Over the past four days I participated in the Khan Academy 2014 Healthy Hackathon, where my team worked on a gamified version of Khan Academy called KhanQuest.
Aside: The Healthy Hackathon is like any other hackathon in that you get the chance to work on something you wouldn’t normally get to. The big innovation in a healthy hackathon is that you don’t stay up all night or drink even one Red Bull. “Healthy” meals are provided and hackers are kicked out between midnight and 9:30 the next morning.
Khan Academy pays pretty close attention to engagement - there’s a data science team and a (small) growth team. There have been several dashboards charting our usage numbers over the past few years.
Unfortunately no amount of tweaks will make a student genuinely interested in using a website that their teacher is forcing them to use.
Our plan was to take Khan Academy’s content and embed it in a game that’s worth playing. The game is a fantasy rpg with gameplay similar to Final Fantasy (so I’m told). There’s strategy, exploration, levelling up, interesting decisions, and math.
A lot of thought has been poured into the content and structure of Khan Academy and its pedagogy. We wanted to create a tight mapping between the original website and the game so we could reuse as much of that work as possible.
Skills on KA (e.g. finding the area of a polygon) and spells in KhanQuest are equivalent.
Practice tasks and random encounters are equivalent.
Mastery tasks and boss battles are equivalent.
You’re incentivized to review skills because spells grow in power the longer you go without using them - so you’ll want to go back and occasionally use the spells you learned long ago.
… is really difficult!
I expected building the game engine to be difficult, and it was, but the surprising thing for me was the incredible amount of non-coding work there was. Finding and editing art, creating maps, playing through over and over, writing narration, coming up with spells.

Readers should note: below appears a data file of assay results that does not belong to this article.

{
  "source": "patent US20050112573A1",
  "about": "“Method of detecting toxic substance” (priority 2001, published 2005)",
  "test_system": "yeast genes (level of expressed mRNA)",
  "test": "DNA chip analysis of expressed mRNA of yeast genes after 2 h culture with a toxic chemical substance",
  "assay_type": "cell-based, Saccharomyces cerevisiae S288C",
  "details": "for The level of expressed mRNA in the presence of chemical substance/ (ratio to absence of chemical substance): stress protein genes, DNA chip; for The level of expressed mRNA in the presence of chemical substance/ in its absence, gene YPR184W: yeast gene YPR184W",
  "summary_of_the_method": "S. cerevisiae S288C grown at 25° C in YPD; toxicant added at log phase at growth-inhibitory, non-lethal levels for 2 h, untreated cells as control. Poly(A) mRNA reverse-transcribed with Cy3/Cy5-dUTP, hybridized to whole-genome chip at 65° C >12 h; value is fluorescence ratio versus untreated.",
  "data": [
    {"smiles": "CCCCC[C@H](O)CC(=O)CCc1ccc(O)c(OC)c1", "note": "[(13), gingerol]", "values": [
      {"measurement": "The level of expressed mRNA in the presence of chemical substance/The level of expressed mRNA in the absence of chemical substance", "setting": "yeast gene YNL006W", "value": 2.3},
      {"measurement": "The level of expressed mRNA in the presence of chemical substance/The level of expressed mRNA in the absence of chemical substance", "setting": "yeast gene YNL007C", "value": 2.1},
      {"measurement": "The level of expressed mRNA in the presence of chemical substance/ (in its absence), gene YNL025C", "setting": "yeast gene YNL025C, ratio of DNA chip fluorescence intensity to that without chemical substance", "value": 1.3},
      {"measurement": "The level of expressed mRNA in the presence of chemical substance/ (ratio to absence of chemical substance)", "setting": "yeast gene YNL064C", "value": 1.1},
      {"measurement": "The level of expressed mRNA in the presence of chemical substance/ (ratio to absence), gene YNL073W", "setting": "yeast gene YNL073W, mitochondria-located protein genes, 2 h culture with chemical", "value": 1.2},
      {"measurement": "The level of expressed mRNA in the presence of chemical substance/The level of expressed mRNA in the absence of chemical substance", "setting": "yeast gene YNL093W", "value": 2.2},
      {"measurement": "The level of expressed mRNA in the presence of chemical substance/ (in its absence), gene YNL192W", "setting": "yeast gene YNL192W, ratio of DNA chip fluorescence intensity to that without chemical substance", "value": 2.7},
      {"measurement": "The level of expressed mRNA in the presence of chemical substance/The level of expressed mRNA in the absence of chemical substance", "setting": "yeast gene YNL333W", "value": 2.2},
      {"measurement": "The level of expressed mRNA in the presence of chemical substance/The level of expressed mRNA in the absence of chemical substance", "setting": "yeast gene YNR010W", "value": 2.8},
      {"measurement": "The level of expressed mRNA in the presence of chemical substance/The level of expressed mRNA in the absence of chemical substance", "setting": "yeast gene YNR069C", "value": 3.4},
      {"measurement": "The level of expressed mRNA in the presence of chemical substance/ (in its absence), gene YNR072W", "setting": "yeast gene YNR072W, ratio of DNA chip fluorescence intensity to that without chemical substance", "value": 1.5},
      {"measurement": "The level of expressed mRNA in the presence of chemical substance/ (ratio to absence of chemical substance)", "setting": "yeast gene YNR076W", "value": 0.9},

We wanted to build a game that would be appealing to both boys and girls. I think it’s fair to say that we failed by making yet another fantasy game. There’s some serious work left to come up with a more universally appealing premise.
We were somewhat limited by the art we could find freely available online. We ended up reusing art from Valyria Tear and Battle for Wesnoth. Both projects are awesome and had the best art we could find. Unfortunately as a result we were more or less forced to make a fantasy game.
We took at least one step to make it not so bad. The default character is a female
mage grocery girl.
The version of the game we demoed is online.
This version of the game is incredibly easy to break, in fact our demo was carefully rehearsed to avoid all of the pitfalls (as a hackathon demo should be).
Some things to look out for:
We only had four days, don’t judge us too harshly!
Even if / when we improve the game I’m going to leave this version the same. I’m proud of what we did on only four days - warts and all.
Building KhanQuest was the most fun I’ve had at work since I can remember. It turns out building a game with a small team is a blast. So is doing work that you care about and you think might make a difference!